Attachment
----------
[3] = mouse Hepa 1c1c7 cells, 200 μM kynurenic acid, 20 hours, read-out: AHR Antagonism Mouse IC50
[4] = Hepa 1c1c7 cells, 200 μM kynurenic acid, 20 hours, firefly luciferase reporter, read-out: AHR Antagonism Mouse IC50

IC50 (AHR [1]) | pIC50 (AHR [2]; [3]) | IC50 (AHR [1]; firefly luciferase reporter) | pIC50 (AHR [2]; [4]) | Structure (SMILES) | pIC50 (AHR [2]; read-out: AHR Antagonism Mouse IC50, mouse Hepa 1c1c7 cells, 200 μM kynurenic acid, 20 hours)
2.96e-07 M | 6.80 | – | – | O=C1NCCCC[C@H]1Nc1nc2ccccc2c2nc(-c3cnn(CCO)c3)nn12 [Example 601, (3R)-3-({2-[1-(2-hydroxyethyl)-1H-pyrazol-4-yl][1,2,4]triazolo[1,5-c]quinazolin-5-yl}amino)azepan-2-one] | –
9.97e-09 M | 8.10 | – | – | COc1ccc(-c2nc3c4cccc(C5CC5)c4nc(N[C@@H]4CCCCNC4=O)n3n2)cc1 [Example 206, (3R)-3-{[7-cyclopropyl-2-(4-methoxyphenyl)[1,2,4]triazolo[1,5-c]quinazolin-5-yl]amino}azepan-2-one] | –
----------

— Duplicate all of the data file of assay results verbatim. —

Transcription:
[3] = mouse Hepa 1c1c7 cells, 200 μM kynurenic acid, 20 hours, read-out: AHR Antagonism Mouse IC50
[4] = Hepa 1c1c7 cells, 200 μM kynurenic acid, 20 hours, firefly luciferase reporter, read-out: AHR Antagonism Mouse IC50

IC50 (AHR [1]) | pIC50 (AHR [2]; [3]) | IC50 (AHR [1]; firefly luciferase reporter) | pIC50 (AHR [2]; [4]) | Structure (SMILES) | pIC50 (AHR [2]; read-out: AHR Antagonism Mouse IC50, mouse Hepa 1c1c7 cells, 200 μM kynurenic acid, 20 hours)
2.96e-07 M | 6.80 | – | – | O=C1NCCCC[C@H]1Nc1nc2ccccc2c2nc(-c3cnn(CCO)c3)nn12 [Example 601, (3R)-3-({2-[1-(2-hydroxyethyl)-1H-pyrazol-4-yl][1,2,4]triazolo[1,5-c]quinazolin-5-yl}amino)azepan-2-one] | –
9.97e-09 M | 8.10 | – | – | COc1ccc(-c2nc3c4cccc(C5CC5)c4nc(N[C@@H]4CCCCNC4=O)n3n2)cc1 [Example 206, (3R)-3-{[7-cyclopropyl-2-(4-methoxyphenyl)[1,2,4]triazolo[1,5-c]quinazolin-5-yl]amino}azepan-2-one] | –